More friends all the time.
Some personal background: Dog Days is a series that Moomba has been telling me to for years (along with Strike Witches … I’ll get to the second season soon, Mooms!), and it took doing this season’s preview to get me to finally start it. I thought, probably like most people, that it was “High Fantasy with a kemonomimi fetish”, and while a show like that would be fun, it wouldn’t be high on my priority list.
Boy, was I wrong. Fast forward to now, and while I’m behind on most of the good winter shows, I watched three seasons of Dog Days. I feel like that was a good use of my time.
What I love most about Dog Days is its uplifting attitude, and the sports-style combat where anybody can win. It reminds me of the tournament arcs I loved so much while reading Negima, where you’re never sure who will win because, in a non-life threatening struggle, the protagonists are allowed to lose. (This is something all sports anime share, and one of the many reasons they can be so good.) That, combined with some solid fanservice and plenty of enjoyable, fuwa-fuwa slice-of-life episodes, and it becomes a reliably enjoyable show.
This third season ranks as either the second best or the best season. The first was easily top tier, with some actual plot tied into all the fluffy sports-war shenanigans. The second wasn’t as good, as, while the addition of new characters (especially Nanami and Rebecca becoming heroes, + Adel-sama!) was great, I can’t for the life of me remember any real plot … and I watched it only a few weeks ago. This season was a return to form, with three solid plot-filled arcs and new characters that enhance an already stellar cast.
The Sharu (Uesaka Sumire) arc was a surprise when the series started—actual action with serious consequences? Gasp! Surprising and appreciated, since I was worried we’d be back to season two’s all-slice-of-life-all-the-time shenanigans. Not that the middle didn’t have some of that, nor are they bad—they’re actually one of Dog Days’s strengths. They’re just best when cut with some plot. Perhaps my favorite episode was Leo-sama’s marriage battle and the introduction of Leaf (Orikasa Fumiko), if only because I’m a shipping junkie. Leaf x Leo-sama 4 ever! I didn’t think the Hero Party flashback was as strong—too much tell instead of show, even though I like the characters—but the Aria (Ogura Yui) arc was a strong (and very Dog Days) finisher, complete with happy optimistic feelings and a welcome focus on Gaul. And more shipping … Gaul x Aria, woo!
Maybe this season would have been better if there was an overarching plot, like there was during season one. Yet the first season’s conflict was all predicated on Leo-sama getting in her own way rather than just talking to Millhi like she should have, and I tend to frown on plots that require a normally competent character to hold the idiot ball (trope!). This season didn’t have as strong of a thread running through it (other than “demons are bad”), but the characters and friendships were all stronger than ever, and each of the arcs was a lot of fun. For my taste, season three was probably the best, but I wouldn’t argue too much if you disagree.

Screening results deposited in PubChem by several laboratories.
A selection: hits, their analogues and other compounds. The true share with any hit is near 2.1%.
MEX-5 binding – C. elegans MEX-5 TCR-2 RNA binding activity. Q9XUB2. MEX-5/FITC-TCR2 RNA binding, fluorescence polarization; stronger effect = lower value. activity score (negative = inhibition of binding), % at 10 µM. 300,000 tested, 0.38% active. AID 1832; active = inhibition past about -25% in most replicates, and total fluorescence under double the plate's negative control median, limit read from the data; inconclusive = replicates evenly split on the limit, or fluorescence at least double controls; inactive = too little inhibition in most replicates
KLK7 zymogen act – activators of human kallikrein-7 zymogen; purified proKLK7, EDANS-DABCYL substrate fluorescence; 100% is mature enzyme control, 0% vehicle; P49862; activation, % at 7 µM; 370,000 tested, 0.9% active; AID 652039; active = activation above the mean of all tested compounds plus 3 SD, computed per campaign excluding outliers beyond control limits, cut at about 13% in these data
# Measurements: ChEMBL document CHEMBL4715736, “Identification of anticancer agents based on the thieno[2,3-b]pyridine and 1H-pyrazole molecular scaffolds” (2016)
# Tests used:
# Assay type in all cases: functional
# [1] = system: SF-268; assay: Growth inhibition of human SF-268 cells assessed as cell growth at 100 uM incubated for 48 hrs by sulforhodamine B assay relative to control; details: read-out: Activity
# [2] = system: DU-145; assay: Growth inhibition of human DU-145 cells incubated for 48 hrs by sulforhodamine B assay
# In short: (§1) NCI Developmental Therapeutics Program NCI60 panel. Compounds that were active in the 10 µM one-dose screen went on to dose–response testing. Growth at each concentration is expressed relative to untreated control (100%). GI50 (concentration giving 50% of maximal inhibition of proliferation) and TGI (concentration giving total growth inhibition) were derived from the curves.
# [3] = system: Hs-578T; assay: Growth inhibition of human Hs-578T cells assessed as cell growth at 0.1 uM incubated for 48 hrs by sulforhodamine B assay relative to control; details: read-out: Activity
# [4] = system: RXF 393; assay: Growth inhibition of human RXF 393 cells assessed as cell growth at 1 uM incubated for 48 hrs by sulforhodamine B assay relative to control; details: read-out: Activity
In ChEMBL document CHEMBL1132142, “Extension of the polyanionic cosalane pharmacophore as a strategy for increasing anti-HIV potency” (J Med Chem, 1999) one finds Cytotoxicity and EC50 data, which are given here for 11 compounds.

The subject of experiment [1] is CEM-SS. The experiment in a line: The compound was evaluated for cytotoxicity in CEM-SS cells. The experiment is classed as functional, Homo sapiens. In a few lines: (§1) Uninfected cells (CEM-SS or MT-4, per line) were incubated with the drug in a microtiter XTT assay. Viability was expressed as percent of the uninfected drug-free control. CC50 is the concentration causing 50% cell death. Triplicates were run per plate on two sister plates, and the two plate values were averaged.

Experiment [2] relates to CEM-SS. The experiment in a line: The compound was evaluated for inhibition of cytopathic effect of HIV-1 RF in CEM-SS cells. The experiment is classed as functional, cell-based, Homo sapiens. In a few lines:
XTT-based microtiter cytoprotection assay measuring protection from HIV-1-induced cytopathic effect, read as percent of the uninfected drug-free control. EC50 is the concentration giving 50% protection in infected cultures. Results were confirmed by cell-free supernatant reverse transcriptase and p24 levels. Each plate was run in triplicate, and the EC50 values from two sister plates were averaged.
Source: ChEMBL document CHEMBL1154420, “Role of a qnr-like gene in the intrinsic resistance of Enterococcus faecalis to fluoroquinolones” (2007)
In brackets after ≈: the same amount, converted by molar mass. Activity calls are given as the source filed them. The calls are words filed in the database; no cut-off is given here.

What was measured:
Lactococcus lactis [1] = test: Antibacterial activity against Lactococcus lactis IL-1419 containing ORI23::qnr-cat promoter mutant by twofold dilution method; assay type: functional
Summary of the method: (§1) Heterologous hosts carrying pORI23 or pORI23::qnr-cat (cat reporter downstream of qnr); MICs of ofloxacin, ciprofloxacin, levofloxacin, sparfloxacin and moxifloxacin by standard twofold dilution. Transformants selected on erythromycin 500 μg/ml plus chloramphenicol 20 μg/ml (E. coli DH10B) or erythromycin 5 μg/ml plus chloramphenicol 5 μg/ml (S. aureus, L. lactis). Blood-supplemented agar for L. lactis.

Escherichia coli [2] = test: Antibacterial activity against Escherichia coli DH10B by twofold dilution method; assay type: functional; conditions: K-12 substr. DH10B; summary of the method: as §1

The three new characters were all good additions as well: Sharu, who starts out overly serious but learns to ask for help; Leaf, who’s determined and honorable, while remaining youthfully naive in ways he absolutely should; and Aria, the fragile maiden who, while the weakest character of the three, was never someone I begrudged of her screen time.
If you’ve been watching all three seasons of Dog Days as they aired, me coming here now and going “Wow, this is good!” is a bit of a “No shit, Sherlock” moment. For everyone else, three seasons is a pretty big time commitment when there are so many good shows coming up in spring, but I encourage taking the plunge. Just watch one episode—the first episode of the first season is a good example of what comes after. Dog Days is light and optimistic, a show that’s uplifting in a world of too many grimdark dramas that forget the reason most of us watch anime at all—to have fun. Fun can come in many stripes—even those grimdark dramas can be fun—but a story that leaves you feeling like the world is a better place and people are essentially awesome is a welcome treat.
tl;dr Moomba was right. I totally loved Dog Days. It’s a great series. Dog days are great days, and I hope we get more of them soon.
My first novel, Wage Slave Rebellion, is available now. (More info—now available in paperback!) Sign up for my email list for a FREE sequel short story. Over at stephenwgee.com, the last four posts: Sheet music, Wage Slave Rebellion is officially in print, From LEGO to author, and RIP Sir Terry.